There is a conversation that has existed since the release of Star Wars: The Force Awakens regarding the narrative direction of The Last Jedi and the possibility of it paralleling certain story elements of The Empire Strikes Back. The Force Awakens was a wonderful successor to the original trilogy – it captured the saga’s serialized thrill and introduced us to new characters who were so well developed that they were adopted immediately and are praised among fans (with the exception of a few vocal minorities). However, one of its biggest criticisms, and one I hold myself, is its narrative parallels with A New Hope.
I love The Force Awakens as a whole and this subject has been talked about endlessly. Suffice it to say that, with characters as good as Rey, Poe, Finn, and Kylo Ren, I would have liked to see them take more chances with the story; although I understand the apprehension involved that drove them to play it about as safe as safe can be. My hope is that The Last Jedi sets itself apart from its original trilogy counterpart by having a different overall direction and narrative beat. However, there are plenty of elements from Empire that The Last Jedi should strive to emulate and they have nothing to do with the plot of the film, but rather how the film itself is told.
Empire is unlike many sequels. It doesn’t seek to top A New Hope in terms of effects or spectacle. It never feels like the unnecessary continuation of a story; or a reactionary effort greenlit in the wake of monetary success. There’s no greater threat to top the Death Star, no McGuffin, no prolonged action sequences that try to distract the audience from a lack of story. Empire is a much smaller film than A New Hope and that may be its greatest asset. It recognizes that the best sequels don’t artificially increase their scale in lieu of story, but expand upon the characterization and emotional scope of their predecessors. It understands that great sequels allow their characters to change. Irrevocably.
Empire is definitely a middle act. It’s a transitory story, almost constantly in motion, and it manages to lay the emotional groundwork for Return of the Jedi without falling into the multi-film trap of feeling merely like a “set-up”. Its most important scenes are in the ice halls of Echo Base, in the close proximity of the Falcon’s cockpit, in the dark side cave on Dagobah, or among the deep blues and oranges of Cloud City’s carbon freezing chamber. It’s in the one-on-one verbal sparring matches between Han and Leia or in the cadence of Yoda’s voice as he imparts some 900-year old perspective on Luke. Its ending isn’t an against-the-clock assault on a planet killing space station the size of a moon, but an intimate duel and a narrow escape. These aren’t set pieces brought on by a bigger budget, but rather smaller, intimate moments that evoke story.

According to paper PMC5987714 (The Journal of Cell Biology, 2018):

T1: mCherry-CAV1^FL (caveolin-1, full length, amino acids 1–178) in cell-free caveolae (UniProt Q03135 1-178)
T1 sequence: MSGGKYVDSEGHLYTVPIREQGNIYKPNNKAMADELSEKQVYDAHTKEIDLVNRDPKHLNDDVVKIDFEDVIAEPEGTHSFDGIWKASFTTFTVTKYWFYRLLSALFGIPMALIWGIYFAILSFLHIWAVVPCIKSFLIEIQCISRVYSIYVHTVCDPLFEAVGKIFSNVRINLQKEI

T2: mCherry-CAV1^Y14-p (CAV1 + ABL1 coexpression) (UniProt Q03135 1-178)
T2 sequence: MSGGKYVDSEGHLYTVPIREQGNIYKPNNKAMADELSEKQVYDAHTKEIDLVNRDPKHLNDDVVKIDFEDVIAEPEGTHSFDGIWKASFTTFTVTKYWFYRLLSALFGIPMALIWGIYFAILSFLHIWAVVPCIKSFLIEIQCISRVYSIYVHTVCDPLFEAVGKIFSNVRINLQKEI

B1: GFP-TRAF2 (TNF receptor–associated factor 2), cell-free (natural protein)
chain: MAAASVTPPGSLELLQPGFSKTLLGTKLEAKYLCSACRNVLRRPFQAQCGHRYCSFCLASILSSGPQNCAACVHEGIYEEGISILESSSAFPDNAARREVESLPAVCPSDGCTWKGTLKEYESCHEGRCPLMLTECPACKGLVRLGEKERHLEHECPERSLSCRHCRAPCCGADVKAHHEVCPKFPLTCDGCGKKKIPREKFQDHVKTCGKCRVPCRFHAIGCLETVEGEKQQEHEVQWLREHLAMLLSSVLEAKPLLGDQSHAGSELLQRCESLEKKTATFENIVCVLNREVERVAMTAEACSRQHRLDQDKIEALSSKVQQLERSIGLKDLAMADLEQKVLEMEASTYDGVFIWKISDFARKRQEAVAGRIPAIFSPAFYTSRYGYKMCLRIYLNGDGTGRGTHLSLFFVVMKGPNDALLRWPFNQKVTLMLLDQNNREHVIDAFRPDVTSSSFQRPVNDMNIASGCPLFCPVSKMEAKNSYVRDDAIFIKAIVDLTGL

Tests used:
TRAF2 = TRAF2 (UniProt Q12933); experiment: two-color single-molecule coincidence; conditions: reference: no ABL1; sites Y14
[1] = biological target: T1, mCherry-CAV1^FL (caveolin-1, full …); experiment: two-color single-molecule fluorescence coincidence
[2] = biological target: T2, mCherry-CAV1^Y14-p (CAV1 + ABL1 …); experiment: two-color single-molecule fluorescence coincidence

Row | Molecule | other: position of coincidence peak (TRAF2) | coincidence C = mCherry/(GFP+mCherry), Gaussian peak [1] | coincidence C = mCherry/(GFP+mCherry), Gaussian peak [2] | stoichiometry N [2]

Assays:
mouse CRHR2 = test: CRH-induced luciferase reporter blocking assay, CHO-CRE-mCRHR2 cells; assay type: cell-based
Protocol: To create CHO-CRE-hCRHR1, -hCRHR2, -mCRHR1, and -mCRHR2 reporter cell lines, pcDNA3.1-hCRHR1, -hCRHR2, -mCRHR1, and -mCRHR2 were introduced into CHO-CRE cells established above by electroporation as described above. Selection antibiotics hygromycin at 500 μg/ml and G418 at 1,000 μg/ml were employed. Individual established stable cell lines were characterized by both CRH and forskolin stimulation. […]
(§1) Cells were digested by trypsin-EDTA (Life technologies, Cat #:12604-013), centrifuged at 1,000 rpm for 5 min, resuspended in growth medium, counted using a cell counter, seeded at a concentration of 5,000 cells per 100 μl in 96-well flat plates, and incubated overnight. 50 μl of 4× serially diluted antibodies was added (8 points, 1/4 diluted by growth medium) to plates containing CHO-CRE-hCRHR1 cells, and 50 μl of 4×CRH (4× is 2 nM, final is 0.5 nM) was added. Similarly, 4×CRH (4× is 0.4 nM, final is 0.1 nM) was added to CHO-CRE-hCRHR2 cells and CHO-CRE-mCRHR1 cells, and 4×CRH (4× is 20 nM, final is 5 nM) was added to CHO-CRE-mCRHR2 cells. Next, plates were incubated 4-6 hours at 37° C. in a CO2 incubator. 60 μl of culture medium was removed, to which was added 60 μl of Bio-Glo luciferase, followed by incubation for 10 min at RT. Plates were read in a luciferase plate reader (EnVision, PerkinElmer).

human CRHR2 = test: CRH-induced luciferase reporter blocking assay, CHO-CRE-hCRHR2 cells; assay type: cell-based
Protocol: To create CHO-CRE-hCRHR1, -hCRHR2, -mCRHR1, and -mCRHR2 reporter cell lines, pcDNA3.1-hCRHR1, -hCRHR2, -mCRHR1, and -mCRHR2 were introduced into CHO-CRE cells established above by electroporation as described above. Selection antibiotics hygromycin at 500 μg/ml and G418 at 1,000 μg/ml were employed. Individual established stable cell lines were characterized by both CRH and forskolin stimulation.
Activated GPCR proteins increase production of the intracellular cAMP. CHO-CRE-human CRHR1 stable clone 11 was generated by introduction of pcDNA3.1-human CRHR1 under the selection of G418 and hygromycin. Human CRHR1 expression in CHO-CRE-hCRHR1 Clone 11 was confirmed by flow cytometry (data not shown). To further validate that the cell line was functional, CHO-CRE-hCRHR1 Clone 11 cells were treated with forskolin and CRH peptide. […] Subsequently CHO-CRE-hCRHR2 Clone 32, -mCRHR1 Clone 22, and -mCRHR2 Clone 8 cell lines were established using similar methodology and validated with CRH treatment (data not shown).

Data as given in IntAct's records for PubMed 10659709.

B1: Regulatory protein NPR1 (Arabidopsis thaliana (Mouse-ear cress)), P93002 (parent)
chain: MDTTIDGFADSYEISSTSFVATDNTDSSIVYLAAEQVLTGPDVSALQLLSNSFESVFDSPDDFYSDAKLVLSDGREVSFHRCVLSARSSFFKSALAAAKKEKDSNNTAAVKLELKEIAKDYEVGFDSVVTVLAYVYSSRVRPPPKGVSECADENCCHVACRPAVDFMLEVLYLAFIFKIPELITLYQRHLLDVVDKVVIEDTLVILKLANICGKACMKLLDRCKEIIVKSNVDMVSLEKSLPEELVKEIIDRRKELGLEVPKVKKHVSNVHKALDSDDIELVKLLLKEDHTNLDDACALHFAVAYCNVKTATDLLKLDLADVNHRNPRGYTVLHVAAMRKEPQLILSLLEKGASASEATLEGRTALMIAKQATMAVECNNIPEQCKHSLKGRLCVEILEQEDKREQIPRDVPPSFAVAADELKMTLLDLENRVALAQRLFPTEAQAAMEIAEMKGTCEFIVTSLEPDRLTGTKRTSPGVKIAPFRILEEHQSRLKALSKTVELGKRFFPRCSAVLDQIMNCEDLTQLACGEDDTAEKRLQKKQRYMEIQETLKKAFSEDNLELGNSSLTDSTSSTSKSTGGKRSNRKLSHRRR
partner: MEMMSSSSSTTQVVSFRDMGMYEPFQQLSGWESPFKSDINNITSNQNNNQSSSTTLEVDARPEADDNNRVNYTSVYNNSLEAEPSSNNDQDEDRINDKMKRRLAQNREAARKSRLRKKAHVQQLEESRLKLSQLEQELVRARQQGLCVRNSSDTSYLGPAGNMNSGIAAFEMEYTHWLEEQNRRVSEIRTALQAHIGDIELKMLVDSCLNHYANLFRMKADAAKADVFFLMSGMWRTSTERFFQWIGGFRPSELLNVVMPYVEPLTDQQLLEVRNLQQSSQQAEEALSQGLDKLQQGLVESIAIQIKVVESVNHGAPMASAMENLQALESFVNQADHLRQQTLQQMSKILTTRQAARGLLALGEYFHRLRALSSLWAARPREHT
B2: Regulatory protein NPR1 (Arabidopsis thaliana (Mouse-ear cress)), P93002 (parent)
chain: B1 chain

By the end, the characters of the story are changed both physically and emotionally. They mature and, therefore, the audience’s perspectives and attitudes toward them mature as we grow with them. Unlike so many sequels, which simply accentuate the successes of the first film, Empire seems to build on A New Hope’s foundational heart giving it a much broader narrative and emotional scale.
Now, let’s flash forward thirty-seven years.
As we find out more about The Last Jedi, I’ve become more confident that, beyond some familiar iconography and a darker tone, we will be getting something different from Empire. Much of this confidence comes from the film’s director Rian Johnson, who consistently expresses a reverence for Star Wars as a whole while still pursuing his own vision.
Johnson is no stranger to character driven pieces. Johnson’s debut film, Brick, which follows a high schooler investigating the murder of his ex-girlfriend in golden age Hollywood noir style, glides on the effortless dynamism of its characters. The characters drive every moment of the film and you become more interested in their interactions and the complex social web they weave more than in the plot itself. 2012’s Looper could have been any other high concept/poor execution sci-fi film, but instead delivered on its time-traveling conceit with a humanity that elevated it above its contemporaries. In short, Johnson is an excellent choice to carry on the spirit of what Irvin Kershner, Lawrence Kasdan, and George Lucas pulled off with The Empire Strikes Back in 1980.
Johnson has the same opportunity that the narrative triumvirate behind Empire did in the 1980’s. When given a canvas as large as the Star Wars universe, I am sure it’s pretty hard not to paint it with the biggest brush you can find. But just like Pablo Picasso’s Guernica, the elements of story are found in the details. The canvas size is very impressive, but the intimate details are what endear us to the piece. Empire succeeds because it tells a much smaller, more personal story inside of a greater one, much like Picasso’s masterpiece. Judging his past work, Johnson understands this, but just how he’ll implement it remains to be seen.
With The Last Jedi, Star Wars has the opportunity to stay relevant for another forty years by offering the audience emotionally resonant stories that echo the oral myths it’s based on. In this age of CGI leviathans, The Last Jedi has the potential to be so much more. Like those oral myths, I hope The Last Jedi can transcend the time in which it was created and, perhaps, become something great.